Wither Etsy?


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Here is a lively article on handmade artisanry that’s on point to the stitching craft.

No matter what you may think of Etsy, be you a home-based vendor getting the vapors over a testy charge-back situation, or a buyer wondering what to make of the veritable forest of designs presented more or less randomly, the article (and the many, many comments — I’m positively green with envy again!) makes for entertaining reading.

Obviously this hipsterish my-stuff-is-more-handmade-than-yours vibe doesn’t apply at Amazon, Ebay, Walmart, and, the unapologetically kitschier Aliexpress, all of which tend to reflect more of a handmade, schmandmade aesthetic.

I actually checked out Zibbet, which I had not heard of before reading the Times piece.  Hmmm.  Tropical mousepads stitched on plastic canvas?  A must-have item, for sure… !

Now, I have nothing against plastic canvas and my mother had a major plastic canvas extravaganza at one point in her life — she made hundreds of those Santas with the cheeks that, when you squeezed them, a Hershey’s kiss would appear, not to mention at least 50 plastic canvas Kleenex box holders; she must have given them away as hostess gifts or something.

With almost 28,000 (er, stet) needlepoint items on Etsy, I guess there is room for another outlet for all this rampant underwater inventory.  You can, on occasion, chance upon choice items, if you have the time and inclination to wade through the megillah of it all, and dispense with the whole curatorial schtick.

Or you can visit an actual needlepoint store.

Erin McGrath and Needlepointland.com, 2012 – 2016


About Erin

Owner of Needlepoint Land, LLC. Professional in the field for more than 15 years, during which I have managed and/or worked with various high-end needlepoint shops. I enjoy teaching both beginners and advanced stitchers, and have created numerous stitch guides, with speciality thread selections, for in-store customers and private clients. I maintain contact with an extensive network of needlepoint vendors, custom artists, and, most importantly, reliable, high-quality finishers. I look forward to hearing your comments on my blog!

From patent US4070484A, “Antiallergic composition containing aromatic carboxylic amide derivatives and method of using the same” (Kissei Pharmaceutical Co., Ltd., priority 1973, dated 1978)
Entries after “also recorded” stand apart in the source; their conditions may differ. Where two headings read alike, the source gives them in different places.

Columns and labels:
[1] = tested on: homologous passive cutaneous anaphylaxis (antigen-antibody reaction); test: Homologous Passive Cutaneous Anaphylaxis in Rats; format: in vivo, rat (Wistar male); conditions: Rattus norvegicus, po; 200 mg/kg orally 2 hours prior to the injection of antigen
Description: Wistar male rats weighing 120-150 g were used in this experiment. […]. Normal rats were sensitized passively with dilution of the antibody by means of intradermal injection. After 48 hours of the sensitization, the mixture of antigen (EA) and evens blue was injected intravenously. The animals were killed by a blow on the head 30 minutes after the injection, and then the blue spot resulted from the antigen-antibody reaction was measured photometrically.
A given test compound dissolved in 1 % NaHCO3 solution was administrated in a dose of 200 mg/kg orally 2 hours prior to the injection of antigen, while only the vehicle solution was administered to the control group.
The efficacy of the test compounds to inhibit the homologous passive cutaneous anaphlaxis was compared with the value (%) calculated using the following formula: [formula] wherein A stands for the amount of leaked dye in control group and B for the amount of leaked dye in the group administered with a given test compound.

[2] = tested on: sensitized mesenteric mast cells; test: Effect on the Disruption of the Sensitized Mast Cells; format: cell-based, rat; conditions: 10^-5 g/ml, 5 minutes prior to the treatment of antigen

2 responses »

  1. I too, have had great buying experiences on Etsy. It’s a fantastic venue for all sorts of things and I am glad some needlepoint artists show and sell their work there. I have also found some great vendors with fabulous hand-dyed threads that I have used in some of my pieces and Etsy is also a great source for needlepoint embellishments. Thanks very much for the comment!

  2. Hi, Erin. I’m a long time reader, first time commenter. I have no problem buying needlepoint canvases on Etsy. In fact I found a great custom belt painter who’s done several hobby belts for me that I wouldn’t have found if it weren’t for Etsy. Does she charge less than my LNS, probably. Is she just as good, probably. But what I like is that her communication is great and that I get a proof of all the artwork before she starts to paint anything. And I visit my LNS to buy threads for these canvases so it’s a win-win in my eyes.

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